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Pogona Vitticeps (inland bearded dragon) Care Sheets
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Care Sheet for Bearded Dragons

Average Rating Given To This Care Sheet Is 4.14    (1=lowest, 5=highest)    Last Updated: 09/27/2006

Main Category:


Sub Category:

Bearded Dragons

 Care Sheet Submitted By:

A plus reptiles

Years Experience:

3 to 5 Years


Pogona Vitticeps (inland bearded dragon)

Other Species or Phases this Care Sheet May Cover:

Pogona Barbata

Sexing and Characteristics:

Males have large distinct pores on the inner thigh of each leg, along with bumps right behind the cloaca. These bumps form an hourglass shape. The males have larger spikes, more triangular heads, and black beards (although they may not stay black and females can sometimes also have black beards). Females have very little pores, a flat under-tail, and usually more rounded bodies.

Mostly Active During:


Substrate and Water Needs:

Best substrate to use is paper towels or newspaper. This is especially important for babies and juveniles, who would be likely to ingest while trying to catch a bug.
Baby bearded dragons should get a daily bath, with chest high warm water (not hot!) and adults should get a bath weekly. Misting the bath water will often prompt them to drink.

Lighting and UVB:

UV lighting is essential for growth and absorbing calcium. I recommend the Mega Ray bulbs (provides same amount of UV as natural sunlight at the equator!). They provide both heat and UV in one bulb. Otherwise, you will need a Reptisun 10.0 (strip light) and a heat light (wattage depends on the size of the cage). ABSOLUTELY MUST HAVE UV!

Temperatures and Humidity:

Basking temps 110-115 are perfect for all dragons. Ambient temps 85-90 are good, with a cool side in the lower 80ís. Night time temps can drop into the upper 60ís, any lower and you should get an under heat pad or a space heater for night time.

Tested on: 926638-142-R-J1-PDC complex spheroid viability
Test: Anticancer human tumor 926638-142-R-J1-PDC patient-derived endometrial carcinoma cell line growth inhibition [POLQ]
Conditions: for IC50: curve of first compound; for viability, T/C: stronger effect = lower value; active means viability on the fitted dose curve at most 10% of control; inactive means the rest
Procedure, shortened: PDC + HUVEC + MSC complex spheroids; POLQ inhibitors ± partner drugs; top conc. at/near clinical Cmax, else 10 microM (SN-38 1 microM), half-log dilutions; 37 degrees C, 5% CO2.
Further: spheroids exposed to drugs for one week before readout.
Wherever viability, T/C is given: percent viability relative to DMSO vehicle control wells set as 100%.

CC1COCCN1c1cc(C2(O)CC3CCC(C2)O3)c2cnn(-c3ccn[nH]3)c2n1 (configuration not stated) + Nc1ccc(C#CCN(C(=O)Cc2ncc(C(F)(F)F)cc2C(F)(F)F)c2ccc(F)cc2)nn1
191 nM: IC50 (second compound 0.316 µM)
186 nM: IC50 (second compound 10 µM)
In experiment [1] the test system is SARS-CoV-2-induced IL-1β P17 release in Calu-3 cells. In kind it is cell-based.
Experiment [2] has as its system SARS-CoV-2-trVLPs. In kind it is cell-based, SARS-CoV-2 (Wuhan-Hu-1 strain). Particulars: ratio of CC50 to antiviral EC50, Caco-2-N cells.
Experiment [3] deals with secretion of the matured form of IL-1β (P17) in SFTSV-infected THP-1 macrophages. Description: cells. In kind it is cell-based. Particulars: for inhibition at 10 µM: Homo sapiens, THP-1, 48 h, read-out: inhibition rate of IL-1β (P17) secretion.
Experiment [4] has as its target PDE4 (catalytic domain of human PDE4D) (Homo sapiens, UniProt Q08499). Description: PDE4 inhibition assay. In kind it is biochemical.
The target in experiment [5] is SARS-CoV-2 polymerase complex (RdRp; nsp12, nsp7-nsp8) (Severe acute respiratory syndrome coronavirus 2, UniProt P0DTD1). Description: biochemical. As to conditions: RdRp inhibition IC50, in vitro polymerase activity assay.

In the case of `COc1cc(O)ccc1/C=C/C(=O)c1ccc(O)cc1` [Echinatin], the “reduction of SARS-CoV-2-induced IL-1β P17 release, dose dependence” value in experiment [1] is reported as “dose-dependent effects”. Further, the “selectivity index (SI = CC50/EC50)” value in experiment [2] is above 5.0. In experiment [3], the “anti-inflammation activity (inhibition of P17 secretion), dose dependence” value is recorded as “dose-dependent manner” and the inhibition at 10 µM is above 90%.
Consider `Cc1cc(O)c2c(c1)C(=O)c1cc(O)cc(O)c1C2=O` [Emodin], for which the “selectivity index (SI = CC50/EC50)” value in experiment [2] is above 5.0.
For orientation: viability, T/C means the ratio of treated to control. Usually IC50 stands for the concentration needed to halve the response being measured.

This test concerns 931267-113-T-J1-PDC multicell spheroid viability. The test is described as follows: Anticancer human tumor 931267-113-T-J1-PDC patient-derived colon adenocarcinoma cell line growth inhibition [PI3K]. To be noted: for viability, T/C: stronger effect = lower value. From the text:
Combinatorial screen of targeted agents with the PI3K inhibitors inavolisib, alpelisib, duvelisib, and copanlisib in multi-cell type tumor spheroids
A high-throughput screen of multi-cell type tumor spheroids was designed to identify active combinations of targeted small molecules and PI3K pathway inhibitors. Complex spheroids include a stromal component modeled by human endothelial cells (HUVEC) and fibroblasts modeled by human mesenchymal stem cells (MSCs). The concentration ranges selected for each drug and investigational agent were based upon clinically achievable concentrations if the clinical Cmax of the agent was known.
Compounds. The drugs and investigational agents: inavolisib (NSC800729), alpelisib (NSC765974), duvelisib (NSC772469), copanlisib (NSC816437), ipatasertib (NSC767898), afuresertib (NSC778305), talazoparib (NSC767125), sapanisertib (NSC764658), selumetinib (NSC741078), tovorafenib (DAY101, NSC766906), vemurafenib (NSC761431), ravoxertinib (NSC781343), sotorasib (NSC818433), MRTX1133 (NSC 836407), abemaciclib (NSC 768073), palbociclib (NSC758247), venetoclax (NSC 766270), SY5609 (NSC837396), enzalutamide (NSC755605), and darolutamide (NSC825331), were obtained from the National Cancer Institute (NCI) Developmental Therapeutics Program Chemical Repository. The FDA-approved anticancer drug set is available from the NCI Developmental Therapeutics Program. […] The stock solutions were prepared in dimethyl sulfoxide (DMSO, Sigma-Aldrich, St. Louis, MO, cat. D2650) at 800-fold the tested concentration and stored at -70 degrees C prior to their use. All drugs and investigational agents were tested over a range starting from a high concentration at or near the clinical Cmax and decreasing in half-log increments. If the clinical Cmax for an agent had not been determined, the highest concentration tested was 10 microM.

Bearded Dragons are prone to respiratory infections and therefore need low humidity. Having a small, shallow dish just big enough for your dragon to fit in (on cool side of cage) is fine. Be sure to change the water daily, they often like to eliminate in it!

Heating and Equipment:

You need:
Heat light and fixture
UV light and fixture
Possibly heat pad or space heater for cold nights.

Caging Provided:

We house our babies in 10 gallon tanks (max 5 per cage) and all adults are housed by themselves in custom 40 gallon enclosures.



Description of Diet:

Bearded dragons need a lot of variety in their diet to be happy. The best feeder insect for dragons are roaches (discoid, hissers, lobsters, etc. not from a house!) Other good feeders are: silkworms (excellent), wax worms (moderation its like candy), butter worms, phoenix worms (high in calcium), meal worms, super worms and horn worms... all of appropriate sizes (space between eyes determines how large prey item should be).
Dragons also need vegetable matter. Collard greens, mustard greens, dandelion greens (from store!), turnip greens, endive, escarole, and red leaf lettuce are all good greens for dragons. They also like squash, zucchini, carrots, peas, green beans, bean sprouts, and some fruit. Do NOT feed your dragon spinach, broccoli, or kale because they contain oxalic acids which inhibit the absorption of calcium and vitamin D3 by bonding to the hemoglobin in the red blood cells.

Supplements, Nutrition and Usage:

Baby dragons should get calcium dusted insects daily. Adults only need it 2 times a week. Other recommended supplements are: Nutribac (pro-biotic) and Parazap (parasite preventative).


Change water daily. Pick up feces immediately. Remove uneaten bugs at the end of every day. Hungry bugs come out at night and can make a feast of your dragon! Be sure to disinfect your cage weekly if using paper towels. Once a month is fine for other substrates.

Some Words on this Species:

Bearded dragons make great pets! They are a very docile, medium sized lizard. They have personality all of their own and genuinely respond to handling and conversation.
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The information contain in these care sheets represents only the opinions and husbandry care of members and therefore is not guaranteed to be 100% accurate or reflects the advice or opinions of It is always advised to seek additional information or the advice of a qualified veterinarian or qualified reptile dealer. It is also advisable for you to a good amount of research before implementing any of the ideas and care described in these care sheets. We also recommend you ask many questions in their related forums before acting on any information.

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